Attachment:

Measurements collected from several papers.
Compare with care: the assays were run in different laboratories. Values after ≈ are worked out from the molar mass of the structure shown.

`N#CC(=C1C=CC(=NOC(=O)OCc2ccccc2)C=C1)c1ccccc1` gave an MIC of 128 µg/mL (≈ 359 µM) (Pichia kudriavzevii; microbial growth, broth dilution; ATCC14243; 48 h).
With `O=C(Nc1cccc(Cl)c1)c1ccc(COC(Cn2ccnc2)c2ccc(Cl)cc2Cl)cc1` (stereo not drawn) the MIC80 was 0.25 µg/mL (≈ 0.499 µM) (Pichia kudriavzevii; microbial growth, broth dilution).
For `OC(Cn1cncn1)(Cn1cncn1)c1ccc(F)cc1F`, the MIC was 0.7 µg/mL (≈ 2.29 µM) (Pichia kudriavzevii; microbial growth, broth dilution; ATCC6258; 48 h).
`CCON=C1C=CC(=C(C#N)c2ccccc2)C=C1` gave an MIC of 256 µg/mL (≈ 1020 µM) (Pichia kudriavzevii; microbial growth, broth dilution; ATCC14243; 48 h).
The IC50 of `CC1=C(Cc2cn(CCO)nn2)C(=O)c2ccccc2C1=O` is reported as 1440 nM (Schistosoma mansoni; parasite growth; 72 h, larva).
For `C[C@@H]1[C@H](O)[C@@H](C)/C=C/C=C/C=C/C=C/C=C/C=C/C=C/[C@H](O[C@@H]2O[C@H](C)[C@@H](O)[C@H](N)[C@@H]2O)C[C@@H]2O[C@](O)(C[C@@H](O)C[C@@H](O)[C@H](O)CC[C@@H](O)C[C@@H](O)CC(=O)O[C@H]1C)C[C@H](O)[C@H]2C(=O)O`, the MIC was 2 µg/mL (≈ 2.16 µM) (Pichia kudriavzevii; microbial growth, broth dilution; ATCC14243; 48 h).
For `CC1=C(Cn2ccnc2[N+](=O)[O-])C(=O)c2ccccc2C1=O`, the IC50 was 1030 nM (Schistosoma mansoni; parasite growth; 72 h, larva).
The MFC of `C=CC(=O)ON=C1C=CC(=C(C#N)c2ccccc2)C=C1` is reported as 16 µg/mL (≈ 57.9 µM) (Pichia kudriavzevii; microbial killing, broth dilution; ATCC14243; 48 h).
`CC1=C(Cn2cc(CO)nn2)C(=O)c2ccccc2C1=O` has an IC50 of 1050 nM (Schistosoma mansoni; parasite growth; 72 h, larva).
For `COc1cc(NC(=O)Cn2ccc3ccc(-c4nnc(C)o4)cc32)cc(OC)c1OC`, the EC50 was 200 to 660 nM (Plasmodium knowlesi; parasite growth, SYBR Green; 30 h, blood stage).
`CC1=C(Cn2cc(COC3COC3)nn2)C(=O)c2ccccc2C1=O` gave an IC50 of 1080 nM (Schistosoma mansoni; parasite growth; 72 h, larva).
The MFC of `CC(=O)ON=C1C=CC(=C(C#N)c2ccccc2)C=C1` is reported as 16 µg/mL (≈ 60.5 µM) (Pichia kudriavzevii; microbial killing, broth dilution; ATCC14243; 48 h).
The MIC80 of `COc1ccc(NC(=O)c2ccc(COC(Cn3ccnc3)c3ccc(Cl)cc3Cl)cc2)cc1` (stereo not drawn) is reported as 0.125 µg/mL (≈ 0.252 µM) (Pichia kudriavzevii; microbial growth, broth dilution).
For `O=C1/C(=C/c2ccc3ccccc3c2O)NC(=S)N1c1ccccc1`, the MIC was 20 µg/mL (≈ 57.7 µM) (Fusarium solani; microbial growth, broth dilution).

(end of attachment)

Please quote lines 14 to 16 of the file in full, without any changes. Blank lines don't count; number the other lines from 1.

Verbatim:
The MFC of `CC(=O)ON=C1C=CC(=C(C#N)c2ccccc2)C=C1` is reported as 16 µg/mL (≈ 60.5 µM) (Pichia kudriavzevii; microbial killing, broth dilution; ATCC14243; 48 h).
The MIC80 of `COc1ccc(NC(=O)c2ccc(COC(Cn3ccnc3)c3ccc(Cl)cc3Cl)cc2)cc1` (stereo not drawn) is reported as 0.125 µg/mL (≈ 0.252 µM) (Pichia kudriavzevii; microbial growth, broth dilution).
For `O=C1/C(=C/c2ccc3ccccc3c2O)NC(=S)N1c1ccccc1`, the MIC was 20 µg/mL (≈ 57.7 µM) (Fusarium solani; microbial growth, broth dilution).